“The victim is asking that we do everything the law allows to ensure that justice is served. The Marion Kansas Police Department will do no less.”
The moment police raided Marion County Record’s newsroom using ‘Hitler tactics’ has been caught on camera – just a day before the paper’s co-owner died
The raids began after leaked documents about local restaurateur Kari Newell being able to have her liquor license revoked were handed over to the newspaper.
Meyer didn’t publicize the Newell story because he questioned its source — and instead told police about the information.
Newell then accused the weekly of illegally obtaining her personal information, which led to the search.
She was also reportedly dissatisfied with newspaper coverage of how Newell kicked reporters out of an event at her restaurant, Kari’s Restaurant.
Meyer told the Kansas City star“We sent them a note saying that a source had given us a file that we thought was of suspicious origin.
“We checked it to make sure it was correct, but we had no intention of doing anything with it. Their response was typical bully fashion.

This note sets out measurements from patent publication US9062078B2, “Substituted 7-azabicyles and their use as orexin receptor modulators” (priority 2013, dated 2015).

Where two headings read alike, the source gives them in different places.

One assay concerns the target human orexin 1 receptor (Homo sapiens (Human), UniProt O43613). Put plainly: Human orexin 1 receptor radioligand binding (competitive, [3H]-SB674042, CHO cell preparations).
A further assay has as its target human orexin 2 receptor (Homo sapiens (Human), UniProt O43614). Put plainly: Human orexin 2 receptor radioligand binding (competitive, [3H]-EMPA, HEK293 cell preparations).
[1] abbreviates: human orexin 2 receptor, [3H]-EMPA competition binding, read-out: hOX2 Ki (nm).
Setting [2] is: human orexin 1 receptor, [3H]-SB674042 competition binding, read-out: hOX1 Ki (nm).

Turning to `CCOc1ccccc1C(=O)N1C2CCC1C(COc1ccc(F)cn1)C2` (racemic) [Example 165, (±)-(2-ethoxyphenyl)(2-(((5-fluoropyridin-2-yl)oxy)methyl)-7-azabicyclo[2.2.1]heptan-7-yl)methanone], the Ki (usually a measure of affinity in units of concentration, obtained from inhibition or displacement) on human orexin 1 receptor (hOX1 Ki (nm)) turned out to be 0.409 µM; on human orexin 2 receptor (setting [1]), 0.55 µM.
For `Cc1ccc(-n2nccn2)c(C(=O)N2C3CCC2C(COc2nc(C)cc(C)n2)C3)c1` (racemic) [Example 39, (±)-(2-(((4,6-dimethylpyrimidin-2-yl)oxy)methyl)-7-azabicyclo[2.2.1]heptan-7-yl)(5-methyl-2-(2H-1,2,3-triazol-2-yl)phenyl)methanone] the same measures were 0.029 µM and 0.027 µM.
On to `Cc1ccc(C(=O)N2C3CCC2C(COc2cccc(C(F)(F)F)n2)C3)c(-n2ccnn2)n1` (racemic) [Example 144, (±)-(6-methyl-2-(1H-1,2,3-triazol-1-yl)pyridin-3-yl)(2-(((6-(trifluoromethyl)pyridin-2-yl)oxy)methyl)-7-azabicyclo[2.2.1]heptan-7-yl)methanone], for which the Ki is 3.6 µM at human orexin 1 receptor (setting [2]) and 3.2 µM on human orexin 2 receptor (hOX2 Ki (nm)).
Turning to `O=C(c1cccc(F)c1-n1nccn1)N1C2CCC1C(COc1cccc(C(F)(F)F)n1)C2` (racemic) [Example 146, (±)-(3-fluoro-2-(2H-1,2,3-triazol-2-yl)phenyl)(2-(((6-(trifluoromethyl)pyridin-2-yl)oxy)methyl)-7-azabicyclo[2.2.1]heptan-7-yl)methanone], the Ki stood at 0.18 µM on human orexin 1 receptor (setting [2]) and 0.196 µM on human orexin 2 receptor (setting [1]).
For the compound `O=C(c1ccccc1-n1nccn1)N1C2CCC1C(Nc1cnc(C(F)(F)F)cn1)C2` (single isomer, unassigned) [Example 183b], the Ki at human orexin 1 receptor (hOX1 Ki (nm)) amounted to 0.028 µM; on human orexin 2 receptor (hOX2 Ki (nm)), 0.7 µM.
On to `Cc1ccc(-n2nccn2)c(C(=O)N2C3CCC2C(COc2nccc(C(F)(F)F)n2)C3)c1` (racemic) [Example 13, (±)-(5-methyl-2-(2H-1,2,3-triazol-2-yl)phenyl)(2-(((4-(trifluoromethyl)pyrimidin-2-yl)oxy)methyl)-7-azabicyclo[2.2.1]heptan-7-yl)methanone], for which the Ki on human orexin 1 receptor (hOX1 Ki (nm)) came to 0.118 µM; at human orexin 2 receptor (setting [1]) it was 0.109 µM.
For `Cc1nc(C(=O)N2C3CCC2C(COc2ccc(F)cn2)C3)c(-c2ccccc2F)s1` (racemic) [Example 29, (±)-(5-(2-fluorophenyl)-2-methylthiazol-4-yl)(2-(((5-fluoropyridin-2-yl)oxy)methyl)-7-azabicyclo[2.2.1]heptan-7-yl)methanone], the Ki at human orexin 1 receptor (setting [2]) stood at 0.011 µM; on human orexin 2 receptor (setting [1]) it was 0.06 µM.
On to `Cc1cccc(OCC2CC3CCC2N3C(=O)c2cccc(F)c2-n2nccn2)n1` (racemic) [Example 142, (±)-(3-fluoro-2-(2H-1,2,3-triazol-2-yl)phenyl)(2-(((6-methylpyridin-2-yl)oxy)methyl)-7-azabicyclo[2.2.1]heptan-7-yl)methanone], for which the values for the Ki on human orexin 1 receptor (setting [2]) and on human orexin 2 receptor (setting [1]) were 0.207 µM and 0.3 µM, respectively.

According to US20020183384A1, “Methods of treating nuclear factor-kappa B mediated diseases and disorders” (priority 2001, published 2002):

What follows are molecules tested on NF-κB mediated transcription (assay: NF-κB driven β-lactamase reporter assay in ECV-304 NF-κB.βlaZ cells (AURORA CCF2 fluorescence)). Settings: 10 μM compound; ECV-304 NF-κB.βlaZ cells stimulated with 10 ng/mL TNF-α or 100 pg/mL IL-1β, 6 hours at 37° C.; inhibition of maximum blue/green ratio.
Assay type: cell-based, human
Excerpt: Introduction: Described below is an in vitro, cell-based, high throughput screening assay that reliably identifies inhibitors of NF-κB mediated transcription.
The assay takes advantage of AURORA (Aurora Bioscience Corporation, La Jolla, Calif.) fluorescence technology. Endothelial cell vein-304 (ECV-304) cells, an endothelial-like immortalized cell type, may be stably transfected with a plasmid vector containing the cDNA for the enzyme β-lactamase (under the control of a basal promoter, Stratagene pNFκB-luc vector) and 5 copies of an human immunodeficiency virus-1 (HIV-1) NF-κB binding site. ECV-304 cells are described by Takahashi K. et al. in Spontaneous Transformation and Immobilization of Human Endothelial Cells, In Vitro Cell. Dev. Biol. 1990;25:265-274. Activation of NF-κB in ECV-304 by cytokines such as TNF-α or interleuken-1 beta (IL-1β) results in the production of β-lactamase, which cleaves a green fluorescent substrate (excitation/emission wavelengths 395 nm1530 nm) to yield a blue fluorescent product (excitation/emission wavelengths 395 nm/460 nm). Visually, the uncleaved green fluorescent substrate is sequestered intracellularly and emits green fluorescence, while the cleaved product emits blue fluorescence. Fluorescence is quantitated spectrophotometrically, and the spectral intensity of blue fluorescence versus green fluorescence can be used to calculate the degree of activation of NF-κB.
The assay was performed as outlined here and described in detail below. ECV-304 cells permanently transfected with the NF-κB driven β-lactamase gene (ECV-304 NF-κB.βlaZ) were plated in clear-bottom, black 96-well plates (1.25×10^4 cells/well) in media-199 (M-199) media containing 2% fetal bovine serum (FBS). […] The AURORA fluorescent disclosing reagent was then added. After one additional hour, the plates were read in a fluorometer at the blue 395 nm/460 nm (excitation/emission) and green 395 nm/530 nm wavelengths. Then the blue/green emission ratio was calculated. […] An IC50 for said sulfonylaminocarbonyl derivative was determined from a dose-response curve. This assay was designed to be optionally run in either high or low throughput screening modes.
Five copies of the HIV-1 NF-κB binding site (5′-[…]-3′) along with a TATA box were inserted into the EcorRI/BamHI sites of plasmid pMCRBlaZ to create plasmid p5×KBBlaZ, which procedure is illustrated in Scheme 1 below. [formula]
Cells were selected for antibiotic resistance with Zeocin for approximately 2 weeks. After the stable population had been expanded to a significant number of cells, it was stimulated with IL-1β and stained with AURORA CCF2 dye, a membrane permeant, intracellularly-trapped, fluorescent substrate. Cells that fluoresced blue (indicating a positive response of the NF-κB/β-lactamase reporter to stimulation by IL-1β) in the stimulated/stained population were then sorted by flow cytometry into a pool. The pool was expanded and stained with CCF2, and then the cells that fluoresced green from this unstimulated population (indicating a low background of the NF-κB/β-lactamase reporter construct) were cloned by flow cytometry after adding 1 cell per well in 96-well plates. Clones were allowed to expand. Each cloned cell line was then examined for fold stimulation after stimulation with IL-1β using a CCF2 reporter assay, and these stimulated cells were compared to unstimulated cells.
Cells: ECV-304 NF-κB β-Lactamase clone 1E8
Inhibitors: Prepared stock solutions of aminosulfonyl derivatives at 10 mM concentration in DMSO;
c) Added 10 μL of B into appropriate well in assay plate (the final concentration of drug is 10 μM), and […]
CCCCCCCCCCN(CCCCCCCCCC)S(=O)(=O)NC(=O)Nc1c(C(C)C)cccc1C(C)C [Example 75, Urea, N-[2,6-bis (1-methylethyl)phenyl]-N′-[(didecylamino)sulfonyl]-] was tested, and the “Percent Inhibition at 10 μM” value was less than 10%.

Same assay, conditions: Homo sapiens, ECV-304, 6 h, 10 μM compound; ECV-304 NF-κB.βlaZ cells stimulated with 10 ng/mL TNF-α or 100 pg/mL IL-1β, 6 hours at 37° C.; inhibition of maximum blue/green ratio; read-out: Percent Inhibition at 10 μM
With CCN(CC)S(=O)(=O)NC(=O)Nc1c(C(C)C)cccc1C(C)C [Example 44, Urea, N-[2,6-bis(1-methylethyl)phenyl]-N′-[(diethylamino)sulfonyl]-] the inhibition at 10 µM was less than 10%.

“Instead of asking a question or getting equipment, they came with a nuclear fly swatter to confiscate our equipment and apparently tried to bankrupt us.”
As anger over the newspaper raid grew, the search warrant authorizing a sensational raid on the headquarters of a local newspaper and the co-owner’s home was revoked.
All seized items from the Marion County Record were released to the paper’s attorney — five days after they were stolen by police.
Marion County attorney Joel Ensey ruled earlier this month that there was “insufficient evidence” to justify why a search warrant had been issued in the first place.
Despite the lack of equipment, the Marion County Record successfully went to press on Wednesday – with the front page reading, “Seized…But Not Silenced.”